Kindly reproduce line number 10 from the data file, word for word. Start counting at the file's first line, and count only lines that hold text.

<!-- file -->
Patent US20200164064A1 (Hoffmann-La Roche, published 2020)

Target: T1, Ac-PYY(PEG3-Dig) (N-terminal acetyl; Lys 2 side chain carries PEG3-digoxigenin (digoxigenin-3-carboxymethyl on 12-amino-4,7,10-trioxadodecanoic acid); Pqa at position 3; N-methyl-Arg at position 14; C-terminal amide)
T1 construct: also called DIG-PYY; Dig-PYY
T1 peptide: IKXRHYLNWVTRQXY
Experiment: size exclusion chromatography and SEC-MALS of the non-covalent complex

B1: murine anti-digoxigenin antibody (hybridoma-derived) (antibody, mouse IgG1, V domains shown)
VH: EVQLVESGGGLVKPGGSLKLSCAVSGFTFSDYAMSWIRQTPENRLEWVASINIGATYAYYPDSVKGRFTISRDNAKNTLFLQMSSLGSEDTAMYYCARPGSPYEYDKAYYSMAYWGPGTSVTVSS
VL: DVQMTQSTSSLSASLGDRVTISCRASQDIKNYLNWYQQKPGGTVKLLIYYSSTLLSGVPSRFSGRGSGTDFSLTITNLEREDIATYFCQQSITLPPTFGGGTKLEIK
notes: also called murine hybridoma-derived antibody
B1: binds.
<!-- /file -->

B1: binds.